This study examined the effects of experience and practice on the coupling between visual information and trunk sway in infants with Down syndrome (DS). Five experienced and five novice sitters were exposed to a moving room, which was oscillated at 0.2 and 0.5 Hz. Infants remained in a sitting position and data were collected on the first, fourth, and seventh days. On the first day, experienced sitters were more influenced by room oscillation than were novices. On the following days, however, the influence of room oscillation decreased for experienced but increased for novice sitters. These results suggest that the relationship between sensory information and motor action in infants with DS can be changed with experience and practice.
Paula F. Polastri and and José A. Barela
Matheus M. Gomes and José A. Barela
The purpose of this study was to examine the effects of visual and somatosensory information on body sway in individuals with Down syndrome (DS). Nine adults with DS (19–29 years old) and nine control subjects (CS) (19–29 years old) stood in the upright stance in four experimental conditions: no vision and no touch; vision and no touch; no vision and touch; and vision and touch. In the vision condition, participants looked at a target placed in front of them; in the no vision condition, participants wore a black cotton mask. In the touch condition, participants touched a stationary surface with their right index finger; in the no touch condition, participants kept their arms hanging alongside their bodies. A force plate was used to estimate center of pressure excursion for both anterior-posterior and medial-lateral directions. MANOVA revealed that both the individuals with DS and the control subjects used vision and touch to reduce overall body sway, although individuals with DS still oscillated more than did the CS. These results indicate that adults with DS are able to use sensory information to reduce body sway, and they demonstrate that there is no difference in sensory integration between the individuals with DS and the CS.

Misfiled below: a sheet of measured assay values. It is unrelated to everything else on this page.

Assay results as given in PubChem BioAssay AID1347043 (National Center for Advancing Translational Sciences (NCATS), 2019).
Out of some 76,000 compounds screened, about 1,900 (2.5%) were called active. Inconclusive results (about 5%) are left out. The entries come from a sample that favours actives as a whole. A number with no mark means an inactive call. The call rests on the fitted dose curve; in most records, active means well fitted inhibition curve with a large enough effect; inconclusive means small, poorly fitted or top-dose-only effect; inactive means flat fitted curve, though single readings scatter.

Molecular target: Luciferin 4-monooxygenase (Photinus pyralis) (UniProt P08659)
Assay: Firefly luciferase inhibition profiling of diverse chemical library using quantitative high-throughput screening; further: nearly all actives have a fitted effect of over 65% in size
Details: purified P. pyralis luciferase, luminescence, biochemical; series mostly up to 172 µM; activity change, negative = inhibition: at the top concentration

Ana M. F. Barela, José A. Barela, Natália M. Rinaldi and Diana R. de Toledo
This study examined the influence of both optic flow characteristics and intention on postural control responses. Two groups of 10 adults each were exposed to the room’s movement either at 0.6 cm/s (low velocity group) or 1.0 cm/s (high velocity group). All the participants stood in the upright stance inside of a moving room and were informed about the room movement only after the fourth trial as they were asked to resist to its influence. Results revealed that participants from both groups were influenced by the imposed visual stimulus in the first trials, but the coupling strength was weaker for the high velocity group. The request to resist the visual influences decreased visual influences on body sway, but only for the low velocity group. These results indicate that intention might play a role in stimulus influences on body sway but it is stimulus dependent.